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T1 - Mediastinal metastases from testicular nonseminomatous germ cell tumors

T2 - Patterns of dissemination and predictors of long-term survival with surgery

AU - Kesler, Kenneth

AU - Brooks, Jo Ann

AU - Rieger, Karen

AU - Fineberg, Naomi S.

AU - Einhorn, Lawrence

AU - Brown, John

AU - Putnam, Joe B.

AU - Shrager, Joseph B.

AU - Ginsberg, Robert J.

PY - 2003/4/1

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N2 - Objectives: The purpose of this study was to determine the pattern of mediastinal dissemination of nonseminomatous germ cell tumors of testicular origin and evaluate variables that may influence survival with mediastinal dissection in patients with metastatic nonseminomatous germ cell tumors. Methods: From 1981 to 2000, a total of 421 patients were seen at our institution for extirpation of residual lung or mediastinal disease after cisplatin-based chemotherapy for metastatic testicular nonseminomatous germ cell tumors. We reviewed 268 of these patients, with a mean age of 26.8 years, who required at least one surgical procedure to remove residual mediastinal disease. Pathologic types of resected residual mediastinal disease were necrosis (15%), teratoma (59%), persistent nonseminomatous germ cell cancer (15%), and non-germ cell carcinomatous degeneration (11%). Twelve variables were evaluated by univariate analyses, and four variables potentially statistically significant at P < .10 were subsequently entered into a Cox regression model. Results: All patients demonstrated metastases to the visceral mediastinum. Fewer patients also demonstrated metastases to the paravertebral sulcus or anterior compartments (16% and 7%, respectively). Overall 5- and 10-year survivals were 86% ± 2% and 74% ± 4%, respectively. According to multivariate analysis, diseaserelated survival was negatively influenced by an elevated preoperative β-human chorionic gonadotropin level (P = .028) and adverse pathologic characteristics of residual mediastinal disease (P = .006). Conclusions: Testicular nonseminomatous germ cell tumors follow a predictable pattern of mediastinal dissemination, primarily following the course of the thoracic duct and its major tributaries. Patients who require surgery to remove residual mediastinal disease after cisplatin-based chemotherapy for metastatic nonseminomatous germ cell tumors have good to excellent long-term survivals. These results justify an aggressive surgical approach, including multiple surgical procedures if clinically indicated.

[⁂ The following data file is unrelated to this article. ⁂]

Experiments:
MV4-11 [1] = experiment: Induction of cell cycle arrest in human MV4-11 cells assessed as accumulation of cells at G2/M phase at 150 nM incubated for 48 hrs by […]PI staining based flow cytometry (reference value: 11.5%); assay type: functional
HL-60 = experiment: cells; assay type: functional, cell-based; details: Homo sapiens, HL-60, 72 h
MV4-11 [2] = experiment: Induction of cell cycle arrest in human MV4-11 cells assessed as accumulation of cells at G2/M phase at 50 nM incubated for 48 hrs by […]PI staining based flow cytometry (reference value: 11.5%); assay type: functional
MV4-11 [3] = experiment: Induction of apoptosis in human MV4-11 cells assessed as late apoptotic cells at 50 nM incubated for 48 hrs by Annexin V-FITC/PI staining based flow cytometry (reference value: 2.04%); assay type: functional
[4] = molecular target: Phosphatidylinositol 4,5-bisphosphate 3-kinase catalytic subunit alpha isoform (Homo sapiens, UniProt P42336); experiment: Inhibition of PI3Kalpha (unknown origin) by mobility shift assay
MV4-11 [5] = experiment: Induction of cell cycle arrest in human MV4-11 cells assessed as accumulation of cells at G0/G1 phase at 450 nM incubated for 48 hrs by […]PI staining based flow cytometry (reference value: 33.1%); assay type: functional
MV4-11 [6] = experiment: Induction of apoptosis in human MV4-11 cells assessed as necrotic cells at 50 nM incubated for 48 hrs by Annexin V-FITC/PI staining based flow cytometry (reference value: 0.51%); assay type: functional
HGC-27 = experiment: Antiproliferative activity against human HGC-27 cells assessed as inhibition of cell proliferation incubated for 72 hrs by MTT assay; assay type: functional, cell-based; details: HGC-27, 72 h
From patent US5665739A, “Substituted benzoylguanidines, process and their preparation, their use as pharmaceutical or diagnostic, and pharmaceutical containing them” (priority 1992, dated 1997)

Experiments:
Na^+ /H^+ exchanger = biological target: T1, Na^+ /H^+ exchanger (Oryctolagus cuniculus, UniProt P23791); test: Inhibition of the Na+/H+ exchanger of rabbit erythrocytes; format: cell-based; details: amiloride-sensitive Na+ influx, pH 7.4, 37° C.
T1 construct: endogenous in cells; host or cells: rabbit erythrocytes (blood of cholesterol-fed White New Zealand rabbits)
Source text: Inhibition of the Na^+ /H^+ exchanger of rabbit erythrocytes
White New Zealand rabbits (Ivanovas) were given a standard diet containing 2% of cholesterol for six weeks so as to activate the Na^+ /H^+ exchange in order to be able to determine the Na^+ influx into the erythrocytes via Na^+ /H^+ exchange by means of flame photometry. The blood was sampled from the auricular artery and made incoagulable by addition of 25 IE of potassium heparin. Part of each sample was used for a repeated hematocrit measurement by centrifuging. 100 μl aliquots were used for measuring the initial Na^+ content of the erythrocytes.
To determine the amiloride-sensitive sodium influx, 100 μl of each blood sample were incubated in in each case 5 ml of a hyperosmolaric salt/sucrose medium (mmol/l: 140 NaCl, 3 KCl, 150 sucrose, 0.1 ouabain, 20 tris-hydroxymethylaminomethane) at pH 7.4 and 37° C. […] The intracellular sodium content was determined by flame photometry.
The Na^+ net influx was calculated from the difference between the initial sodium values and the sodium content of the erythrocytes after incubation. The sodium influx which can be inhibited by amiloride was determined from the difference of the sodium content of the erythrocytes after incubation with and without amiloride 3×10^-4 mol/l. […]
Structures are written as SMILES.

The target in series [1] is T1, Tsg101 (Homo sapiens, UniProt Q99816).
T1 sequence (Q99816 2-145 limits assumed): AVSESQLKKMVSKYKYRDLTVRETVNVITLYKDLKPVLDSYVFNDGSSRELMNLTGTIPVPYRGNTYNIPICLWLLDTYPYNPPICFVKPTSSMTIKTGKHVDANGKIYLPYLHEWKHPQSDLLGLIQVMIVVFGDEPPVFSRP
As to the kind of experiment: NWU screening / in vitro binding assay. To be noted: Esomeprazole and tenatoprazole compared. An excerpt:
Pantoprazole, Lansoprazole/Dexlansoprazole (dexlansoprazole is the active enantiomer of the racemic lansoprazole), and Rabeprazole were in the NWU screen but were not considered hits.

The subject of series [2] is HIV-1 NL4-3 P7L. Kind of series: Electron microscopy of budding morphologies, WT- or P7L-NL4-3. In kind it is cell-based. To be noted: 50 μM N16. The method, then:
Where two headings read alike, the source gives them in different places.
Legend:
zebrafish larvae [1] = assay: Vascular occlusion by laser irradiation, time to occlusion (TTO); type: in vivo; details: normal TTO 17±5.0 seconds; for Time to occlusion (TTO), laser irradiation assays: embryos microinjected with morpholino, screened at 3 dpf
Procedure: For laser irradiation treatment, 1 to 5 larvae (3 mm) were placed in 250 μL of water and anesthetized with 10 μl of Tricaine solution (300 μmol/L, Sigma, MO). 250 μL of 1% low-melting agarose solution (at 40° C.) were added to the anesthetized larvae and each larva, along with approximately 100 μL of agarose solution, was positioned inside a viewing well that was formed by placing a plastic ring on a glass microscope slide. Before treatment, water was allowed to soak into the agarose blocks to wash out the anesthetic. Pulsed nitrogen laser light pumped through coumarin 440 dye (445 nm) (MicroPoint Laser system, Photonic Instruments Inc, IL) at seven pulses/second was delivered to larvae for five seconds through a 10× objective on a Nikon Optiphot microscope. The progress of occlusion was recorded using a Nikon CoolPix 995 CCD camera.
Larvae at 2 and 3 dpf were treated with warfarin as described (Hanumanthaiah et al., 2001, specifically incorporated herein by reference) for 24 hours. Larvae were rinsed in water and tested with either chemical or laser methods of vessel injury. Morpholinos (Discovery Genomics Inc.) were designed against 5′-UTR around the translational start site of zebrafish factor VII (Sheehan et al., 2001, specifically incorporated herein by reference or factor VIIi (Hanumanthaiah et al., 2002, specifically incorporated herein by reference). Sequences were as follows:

AB - Objectives: The purpose of this study was to determine the pattern of mediastinal dissemination of nonseminomatous germ cell tumors of testicular origin and evaluate variables that may influence survival with mediastinal dissection in patients with metastatic nonseminomatous germ cell tumors. Methods: From 1981 to 2000, a total of 421 patients were seen at our institution for extirpation of residual lung or mediastinal disease after cisplatin-based chemotherapy for metastatic testicular nonseminomatous germ cell tumors. We reviewed 268 of these patients, with a mean age of 26.8 years, who required at least one surgical procedure to remove residual mediastinal disease. Pathologic types of resected residual mediastinal disease were necrosis (15%), teratoma (59%), persistent nonseminomatous germ cell cancer (15%), and non-germ cell carcinomatous degeneration (11%). Twelve variables were evaluated by univariate analyses, and four variables potentially statistically significant at P < .10 were subsequently entered into a Cox regression model. Results: All patients demonstrated metastases to the visceral mediastinum. Fewer patients also demonstrated metastases to the paravertebral sulcus or anterior compartments (16% and 7%, respectively). Overall 5- and 10-year survivals were 86% ± 2% and 74% ± 4%, respectively. According to multivariate analysis, diseaserelated survival was negatively influenced by an elevated preoperative β-human chorionic gonadotropin level (P = .028) and adverse pathologic characteristics of residual mediastinal disease (P = .006). Conclusions: Testicular nonseminomatous germ cell tumors follow a predictable pattern of mediastinal dissemination, primarily following the course of the thoracic duct and its major tributaries. Patients who require surgery to remove residual mediastinal disease after cisplatin-based chemotherapy for metastatic nonseminomatous germ cell tumors have good to excellent long-term survivals. These results justify an aggressive surgical approach, including multiple surgical procedures if clinically indicated.